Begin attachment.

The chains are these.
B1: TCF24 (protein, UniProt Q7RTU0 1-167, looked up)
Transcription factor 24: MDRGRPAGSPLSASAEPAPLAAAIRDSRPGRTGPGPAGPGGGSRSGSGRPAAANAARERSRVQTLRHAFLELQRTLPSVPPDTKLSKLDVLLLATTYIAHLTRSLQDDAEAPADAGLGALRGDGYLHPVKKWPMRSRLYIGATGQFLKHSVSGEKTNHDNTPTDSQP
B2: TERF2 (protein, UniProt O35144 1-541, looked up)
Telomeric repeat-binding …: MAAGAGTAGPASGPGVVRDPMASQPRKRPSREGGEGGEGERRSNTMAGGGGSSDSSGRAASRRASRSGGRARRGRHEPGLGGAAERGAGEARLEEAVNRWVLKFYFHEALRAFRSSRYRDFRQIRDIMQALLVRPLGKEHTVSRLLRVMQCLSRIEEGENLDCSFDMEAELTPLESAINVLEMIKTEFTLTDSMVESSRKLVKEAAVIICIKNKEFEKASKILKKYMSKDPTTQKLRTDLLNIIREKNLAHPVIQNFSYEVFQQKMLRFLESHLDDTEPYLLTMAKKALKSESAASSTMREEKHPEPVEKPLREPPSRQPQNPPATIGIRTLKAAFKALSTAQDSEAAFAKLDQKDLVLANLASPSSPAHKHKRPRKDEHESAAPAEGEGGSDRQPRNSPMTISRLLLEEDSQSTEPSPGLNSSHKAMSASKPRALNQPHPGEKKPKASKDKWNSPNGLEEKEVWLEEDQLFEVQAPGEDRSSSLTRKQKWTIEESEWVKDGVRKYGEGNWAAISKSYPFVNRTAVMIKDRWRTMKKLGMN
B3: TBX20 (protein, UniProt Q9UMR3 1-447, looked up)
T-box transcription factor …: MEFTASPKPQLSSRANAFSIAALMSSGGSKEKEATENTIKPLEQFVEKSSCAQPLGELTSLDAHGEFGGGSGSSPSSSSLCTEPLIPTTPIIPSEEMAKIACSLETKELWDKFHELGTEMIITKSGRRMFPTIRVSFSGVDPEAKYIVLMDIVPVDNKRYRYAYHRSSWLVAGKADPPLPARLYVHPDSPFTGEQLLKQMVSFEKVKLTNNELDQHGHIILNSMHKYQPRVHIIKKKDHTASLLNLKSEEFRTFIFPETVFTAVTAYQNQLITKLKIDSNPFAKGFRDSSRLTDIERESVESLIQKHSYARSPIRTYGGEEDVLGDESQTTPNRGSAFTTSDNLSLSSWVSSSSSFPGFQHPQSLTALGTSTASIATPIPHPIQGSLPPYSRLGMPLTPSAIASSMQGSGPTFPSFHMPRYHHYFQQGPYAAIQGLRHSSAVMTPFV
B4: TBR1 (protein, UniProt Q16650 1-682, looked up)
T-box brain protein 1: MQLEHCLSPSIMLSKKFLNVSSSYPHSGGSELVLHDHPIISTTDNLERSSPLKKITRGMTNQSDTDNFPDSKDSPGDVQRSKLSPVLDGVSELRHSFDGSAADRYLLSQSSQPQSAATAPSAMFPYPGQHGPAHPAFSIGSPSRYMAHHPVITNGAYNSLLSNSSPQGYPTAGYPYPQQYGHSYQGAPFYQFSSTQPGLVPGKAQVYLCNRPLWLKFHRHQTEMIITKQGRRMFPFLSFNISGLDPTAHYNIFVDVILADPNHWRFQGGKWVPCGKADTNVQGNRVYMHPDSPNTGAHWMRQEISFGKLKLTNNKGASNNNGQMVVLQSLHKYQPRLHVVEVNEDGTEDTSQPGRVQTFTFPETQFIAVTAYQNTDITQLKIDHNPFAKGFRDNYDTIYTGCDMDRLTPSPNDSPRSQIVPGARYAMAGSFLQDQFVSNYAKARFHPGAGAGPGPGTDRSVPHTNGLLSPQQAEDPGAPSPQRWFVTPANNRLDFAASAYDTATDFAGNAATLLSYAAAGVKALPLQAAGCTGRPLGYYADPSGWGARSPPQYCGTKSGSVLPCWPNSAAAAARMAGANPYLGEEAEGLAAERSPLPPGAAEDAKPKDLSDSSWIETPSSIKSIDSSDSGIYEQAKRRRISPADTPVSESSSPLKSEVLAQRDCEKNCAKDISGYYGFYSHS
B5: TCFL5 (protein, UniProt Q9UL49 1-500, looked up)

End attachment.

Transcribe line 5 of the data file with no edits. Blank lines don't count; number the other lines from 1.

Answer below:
Telomeric repeat-binding …: MAAGAGTAGPASGPGVVRDPMASQPRKRPSREGGEGGEGERRSNTMAGGGGSSDSSGRAASRRASRSGGRARRGRHEPGLGGAAERGAGEARLEEAVNRWVLKFYFHEALRAFRSSRYRDFRQIRDIMQALLVRPLGKEHTVSRLLRVMQCLSRIEEGENLDCSFDMEAELTPLESAINVLEMIKTEFTLTDSMVESSRKLVKEAAVIICIKNKEFEKASKILKKYMSKDPTTQKLRTDLLNIIREKNLAHPVIQNFSYEVFQQKMLRFLESHLDDTEPYLLTMAKKALKSESAASSTMREEKHPEPVEKPLREPPSRQPQNPPATIGIRTLKAAFKALSTAQDSEAAFAKLDQKDLVLANLASPSSPAHKHKRPRKDEHESAAPAEGEGGSDRQPRNSPMTISRLLLEEDSQSTEPSPGLNSSHKAMSASKPRALNQPHPGEKKPKASKDKWNSPNGLEEKEVWLEEDQLFEVQAPGEDRSSSLTRKQKWTIEESEWVKDGVRKYGEGNWAAISKSYPFVNRTAVMIKDRWRTMKKLGMN